Spotlight Society

The recent of works of Waswo X Waswo had started a debate on statue-toppling way before it came to pass

Fall collection: ‘Push’   | Photo Credit: Waswo X. Waswo & R. Vijay/ Gallery Espace

Months before the Black Lives Matter protests shook the world, the India-based American photographer, artist and poet, Waswo X Waswo, had held an exhibition of miniatures — a parodic version of traditional Rajasthani miniatures — titled Like a Leaf in Autumn, in October last year, at Gallery Espace in New Delhi. The works on display, created in collaboration with R.Vijay, had started a debate on the toppling of statues way before it came to pass. It would not be wrong to describe Waswo as prescient in appropriating the role of an iconoclast, dislodging certain prevailing notions of whiteness.

But iconoclasm is Waswo’s forte. He emerged on the Indian art scene back in 2002 when he first exhibited his black-and-white studio portraits of ordinary people, which cocked a snook at Rajasthan as it discarded its history of royal machismo and valour to emerge into 21st century rough and tumble.

In his latest works Waswo gives Rajasthani miniatures all sorts of twist — post-postmodernist, postcolonial, anticolonial — with self-deprecating humour. The title of the October exhibition came from Orhan Pamuk’s line: “I was supposed to be part of a story, but I fell from there like a leaf in autumn.” That explains the disjuncture in these works.

Alarm bells

Waswo, who had set up his karkhana in Udaipur in 1999, is willing to stick his neck out to voice his opinion on how postmodernism has equated ‘whiteness’ (as in the Caucasian skin tone) with the Christian notion of original sin, which is without redemption. The miniatures challenge the notion that everything white — white privilege, white fragility, white colonialism — is “original sin”. “If you are born with it you can’t get rid of it,” he says.

He squarely blames postmodernism for this reductionist view: “All white people are racists — it is part of postmodern dogma. If you question that you become a greater sinner.” His works make fun of the easy, indiscriminate labelling.

He says of the recent statue-toppling spree: “Removing the Confederate monuments was understandable, even by the rage of an angry mob. It was long past due. However, the protesters did not stop at that. Angry mobs are consumed by passion and short on reason.

By the time they moved on to topple statues of George Washington and Thomas Jefferson, my alarm bells were going off. Soon statues of even abolitionists like John Greenleaf Whittier and Hans Christian Heg (who gave his life fighting to end slavery), were pulled down or damaged. The movement has become hysterical and ridiculous.”

Alpha male, who?

His own works, with their air of gentle sarcasm, is the opposite of hysterical. The figure representing Western civilisation in his miniatures is a bumbling white man, an intruder, who is frequently caught in awkward situations. Often seen dressed in a linen suit and sporting a fedora, this guy is Waswo’s alter ego.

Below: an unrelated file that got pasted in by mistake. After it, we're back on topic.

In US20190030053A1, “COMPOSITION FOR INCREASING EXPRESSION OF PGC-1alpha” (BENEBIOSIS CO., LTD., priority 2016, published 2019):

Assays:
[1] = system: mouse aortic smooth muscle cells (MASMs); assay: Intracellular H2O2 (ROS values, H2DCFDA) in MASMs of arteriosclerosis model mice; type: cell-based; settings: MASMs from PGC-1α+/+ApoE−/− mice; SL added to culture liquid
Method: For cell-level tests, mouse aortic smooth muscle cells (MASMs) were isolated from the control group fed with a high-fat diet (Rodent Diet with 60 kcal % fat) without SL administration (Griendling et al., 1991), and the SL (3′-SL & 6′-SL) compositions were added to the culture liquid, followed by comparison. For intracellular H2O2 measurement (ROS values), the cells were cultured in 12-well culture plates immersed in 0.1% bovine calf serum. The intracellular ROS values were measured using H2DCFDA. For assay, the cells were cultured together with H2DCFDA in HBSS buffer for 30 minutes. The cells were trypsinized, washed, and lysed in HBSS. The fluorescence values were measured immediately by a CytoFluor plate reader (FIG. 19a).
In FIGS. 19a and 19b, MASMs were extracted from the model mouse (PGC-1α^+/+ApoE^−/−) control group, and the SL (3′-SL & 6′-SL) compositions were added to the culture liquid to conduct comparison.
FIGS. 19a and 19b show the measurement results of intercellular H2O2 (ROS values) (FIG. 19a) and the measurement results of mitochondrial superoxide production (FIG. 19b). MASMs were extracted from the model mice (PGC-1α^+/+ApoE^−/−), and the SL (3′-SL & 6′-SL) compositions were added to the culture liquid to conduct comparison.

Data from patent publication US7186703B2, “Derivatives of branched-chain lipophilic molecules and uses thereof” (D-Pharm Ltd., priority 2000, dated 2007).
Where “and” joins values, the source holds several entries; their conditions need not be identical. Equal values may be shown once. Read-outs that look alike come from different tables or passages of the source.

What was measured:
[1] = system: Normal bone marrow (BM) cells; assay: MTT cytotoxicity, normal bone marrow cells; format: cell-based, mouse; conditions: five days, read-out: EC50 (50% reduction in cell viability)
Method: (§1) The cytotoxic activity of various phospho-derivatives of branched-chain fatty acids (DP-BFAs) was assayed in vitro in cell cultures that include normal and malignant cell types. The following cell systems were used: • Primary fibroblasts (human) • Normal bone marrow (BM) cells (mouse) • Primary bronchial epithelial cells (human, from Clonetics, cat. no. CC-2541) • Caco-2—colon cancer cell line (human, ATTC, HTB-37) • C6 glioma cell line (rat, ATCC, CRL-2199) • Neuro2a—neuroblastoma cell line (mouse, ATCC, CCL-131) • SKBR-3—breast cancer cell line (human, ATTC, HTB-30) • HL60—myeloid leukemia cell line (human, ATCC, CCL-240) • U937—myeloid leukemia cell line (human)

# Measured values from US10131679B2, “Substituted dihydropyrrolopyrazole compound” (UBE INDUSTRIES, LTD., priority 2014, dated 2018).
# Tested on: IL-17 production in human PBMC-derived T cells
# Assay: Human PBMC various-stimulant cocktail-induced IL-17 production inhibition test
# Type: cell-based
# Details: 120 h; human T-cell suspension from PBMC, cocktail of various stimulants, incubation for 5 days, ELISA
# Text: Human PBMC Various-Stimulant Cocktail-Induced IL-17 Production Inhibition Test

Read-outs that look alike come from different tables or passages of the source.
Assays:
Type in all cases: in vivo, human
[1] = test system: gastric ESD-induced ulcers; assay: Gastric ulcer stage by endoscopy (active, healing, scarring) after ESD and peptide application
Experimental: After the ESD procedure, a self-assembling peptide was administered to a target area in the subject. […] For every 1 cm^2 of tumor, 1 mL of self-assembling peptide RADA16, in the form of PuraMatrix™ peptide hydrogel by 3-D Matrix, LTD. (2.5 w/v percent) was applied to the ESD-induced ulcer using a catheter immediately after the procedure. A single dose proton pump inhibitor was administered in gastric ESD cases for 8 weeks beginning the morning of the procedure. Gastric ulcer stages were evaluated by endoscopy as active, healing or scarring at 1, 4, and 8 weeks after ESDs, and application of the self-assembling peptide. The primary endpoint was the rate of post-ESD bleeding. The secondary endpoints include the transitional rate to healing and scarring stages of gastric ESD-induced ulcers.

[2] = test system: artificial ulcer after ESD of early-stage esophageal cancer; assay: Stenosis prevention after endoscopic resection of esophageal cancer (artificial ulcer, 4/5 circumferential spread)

In ‘Dreams of the Orientalist 15’, Michelangelo’s David, the very ideal of male beauty, seems to look behind his

shoulder in jealousy at the white fedora man lolling next to a naked Indian man. In ‘In the Garden of Archetypes 5’, Cellini’s sculpture of Perseus holding Medusa’s head is relegated to a river bed while elephants (Indian art is unthinkable without them) frolic in the water. The fedora man inspects a giant moon with a telescope as cultures collide.

In ‘In the Garden of Archetypes 3’,Krishna is no toxic male. Instead of hiding the gopis’ clothes, he offers Botticelli’s Venus, standing in a tiny pond, a towel, probably to dry herself with. As a sign of propriety, perhaps, the fedora man shuts his eyes to nudity. In ‘In the Garden of Archetypes 4’, the fedora man sits backwards on an equestrian statue (Waswo doesn’t leave the horse’s maleness to our imagination) holding the American flag in one hand and wilted lotuses like limp wrists in another. So much for the white, alpha male.

Pulled down

In ‘Dreams of the Orientalist 17’, an Indian man in dhoti is about to strike with an open sword the marble bust of a Roman leader on a pedestal as the insouciant fedora man flies two kites.

Waswo says, “In its early days, postmodern theory was a good thing. With its scepticism of ‘grand narratives’ in history and art, its demand that historical views be recentered from the Eurocentric, its deconstruction of common assumptions and deep analysis of language as a base of power, early postmodernism shook academia out of a stagnation and complacency that had become entrenched.” But that iconoclasm did not last. “Intersectionality, which is an outgrowth of postmodernism, has put us back into cages, and human beings are judged according to skin colour, gender, and sexual orientation,” says Waswo, who has come out as gay.

In ‘Push’, a sculpture which Waswo says was central to last October’s show, he metaphorically pulls down certain notions of whiteness validated by postmodernism. Here the dhoti-clad indigene has shoved the white man off the pedestal. The work begs the question: “Who is on top of the pyramid now?”

Hierarchies will always exist, Waswo seems to be emphasising. Is anybody listening?

The writer focuses on Kolkata’s vanishing heritage and culture.

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